Polyunsaturated fatty acids and prostate cancer risk: A Mendelian randomisation analysis from the PRACTICAL consortium

Nikhil K. Khankari, Harvey J. Murff, Chenjie Zeng, Wanqing Wen, Rosalind A. Eeles, Douglas F. Easton, Zsofia Kote-Jarai, Ali Amin Al Olama, Sara Benlloch, Kenneth Muir, Graham G. Giles, Fredrik Wiklund, Henrik Gronberg, Christopher A. Haiman, Johanna Schleutker, BØrge G. Nordestgaard, Ruth C. Travis, Jenny L. Donovan, Nora Pashayan, Kay Tee KhawJanet L. Stanford, William J. Blot, Stephen N. Thibodeau, Christiane Maier, Adam S. Kibel, Cezary Cybulski, Lisa Cannon-Albright, Hermann Brenner, Jong Park, Radka Kaneva, Jyotsna Batra, Manuel R. Teixeira, Hardev Pandha, Wei Zheng

Research output: Contribution to journalArticle

13 Scopus citations

Abstract

Background:Prostate cancer is a common cancer worldwide with no established modifiable lifestyle factors to guide prevention. The associations between polyunsaturated fatty acids (PUFAs) and prostate cancer risk have been inconsistent. Using Mendelian randomisation, we evaluated associations between PUFAs and prostate cancer risk.Methods:We used individual-level data from a consortium of 22 721 cases and 23 034 controls of European ancestry. Externally-weighted PUFA-specific polygenic risk scores (wPRSs), with explanatory variation ranging from 0.65 to 33.07%, were constructed and used to evaluate associations with prostate cancer risk per one standard deviation (s.d.) increase in genetically-predicted plasma PUFA levels using multivariable-adjusted unconditional logistic regression.Results:No overall association was observed between the genetically-predicted PUFAs evaluated in this study and prostate cancer risk. However, risk reductions were observed for short-chain PUFAs, linoleic (OR LA =0.95, 95%CI=0.92, 0.98) and α-linolenic acids (OR ALA =0.96, 95%CI=0.93, 0.98), among men <62 years; whereas increased risk was found among men ≥62 years for LA (OR LA =1.04, 95%CI=1.01, 1.07). For long-chain PUFAs (i.e., arachidonic, eicosapentaenoic, and docosapentaenoic acids), increased risks were observed among men <62 years (OR AA =1.05, 95%CI=1.02, 1.08; OR EPA =1.04, 95%CI=1.01, 1.06; OR DPA =1.05, 95%CI=1.02, 1.08).Conclusion:Results from this study suggest that circulating ω-3 and ω-6 PUFAs may have a different role in the aetiology of early- and late-onset prostate cancer.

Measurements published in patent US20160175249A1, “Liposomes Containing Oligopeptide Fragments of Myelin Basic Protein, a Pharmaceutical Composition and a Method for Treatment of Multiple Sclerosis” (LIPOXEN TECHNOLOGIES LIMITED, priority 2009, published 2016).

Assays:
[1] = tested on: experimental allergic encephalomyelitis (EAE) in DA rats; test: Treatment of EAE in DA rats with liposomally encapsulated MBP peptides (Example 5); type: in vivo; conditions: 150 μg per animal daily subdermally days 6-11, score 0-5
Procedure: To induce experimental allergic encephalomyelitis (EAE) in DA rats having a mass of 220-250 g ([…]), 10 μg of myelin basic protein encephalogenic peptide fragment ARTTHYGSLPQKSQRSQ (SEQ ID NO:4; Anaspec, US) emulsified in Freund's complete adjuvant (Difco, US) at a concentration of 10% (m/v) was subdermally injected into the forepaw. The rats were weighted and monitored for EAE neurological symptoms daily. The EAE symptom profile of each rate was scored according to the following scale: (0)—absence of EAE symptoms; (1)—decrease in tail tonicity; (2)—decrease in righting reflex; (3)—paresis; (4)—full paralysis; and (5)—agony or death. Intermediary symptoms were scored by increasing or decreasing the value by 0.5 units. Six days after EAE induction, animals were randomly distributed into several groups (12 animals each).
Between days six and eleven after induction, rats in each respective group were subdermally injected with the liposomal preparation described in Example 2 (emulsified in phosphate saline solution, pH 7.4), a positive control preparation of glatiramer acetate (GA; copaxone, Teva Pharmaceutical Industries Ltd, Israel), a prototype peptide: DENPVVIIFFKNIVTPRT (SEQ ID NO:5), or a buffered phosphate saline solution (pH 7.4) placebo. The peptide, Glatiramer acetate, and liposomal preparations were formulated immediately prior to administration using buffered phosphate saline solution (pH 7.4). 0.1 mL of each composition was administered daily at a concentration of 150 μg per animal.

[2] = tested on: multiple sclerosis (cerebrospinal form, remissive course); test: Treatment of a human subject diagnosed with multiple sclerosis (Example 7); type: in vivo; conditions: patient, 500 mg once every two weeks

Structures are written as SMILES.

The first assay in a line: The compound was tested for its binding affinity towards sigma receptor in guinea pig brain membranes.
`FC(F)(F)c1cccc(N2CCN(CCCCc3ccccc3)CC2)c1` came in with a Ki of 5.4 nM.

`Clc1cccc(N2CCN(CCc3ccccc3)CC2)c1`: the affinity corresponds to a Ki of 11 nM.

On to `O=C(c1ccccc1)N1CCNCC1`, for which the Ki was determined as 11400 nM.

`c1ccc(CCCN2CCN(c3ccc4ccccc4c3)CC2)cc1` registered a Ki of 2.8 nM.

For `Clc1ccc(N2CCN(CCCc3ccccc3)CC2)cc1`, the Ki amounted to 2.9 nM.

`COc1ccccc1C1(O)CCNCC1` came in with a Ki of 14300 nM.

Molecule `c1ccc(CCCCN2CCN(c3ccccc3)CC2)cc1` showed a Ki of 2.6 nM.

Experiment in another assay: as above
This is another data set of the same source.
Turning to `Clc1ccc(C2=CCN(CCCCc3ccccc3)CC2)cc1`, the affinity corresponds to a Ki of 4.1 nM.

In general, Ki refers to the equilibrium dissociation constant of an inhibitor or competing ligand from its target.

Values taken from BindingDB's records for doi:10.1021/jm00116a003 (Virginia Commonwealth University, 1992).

Original languageEnglish (US)
Pages (from-to)624-631
Number of pages8
JournalBritish journal of cancer
Volume115
Issue number5
DOIs
StatePublished - Aug 23 2016

Keywords

  • polyunsaturated fatty acids; prostate cancer; Mendelian randomisation; polygenic risk score; omega-3 fatty acids; omega-6 fatty acids

ASJC Scopus subject areas

  • Oncology
  • Cancer Research

Fingerprint Dive into the research topics of 'Polyunsaturated fatty acids and prostate cancer risk: A Mendelian randomisation analysis from the PRACTICAL consortium'. Together they form a unique fingerprint.

  • Cite this

    Khankari, N. K., Murff, H. J., Zeng, C., Wen, W., Eeles, R. A., Easton, D. F., Kote-Jarai, Z., Al Olama, A. A., Benlloch, S., Muir, K., Giles, G. G., Wiklund, F., Gronberg, H., Haiman, C. A., Schleutker, J., Nordestgaard, BØ. G., Travis, R. C., Donovan, J. L., Pashayan, N., ... Zheng, W. (2016). Polyunsaturated fatty acids and prostate cancer risk: A Mendelian randomisation analysis from the PRACTICAL consortium. British journal of cancer, 115(5), 624-631. https://doi.org/10.1038/bjc.2016.228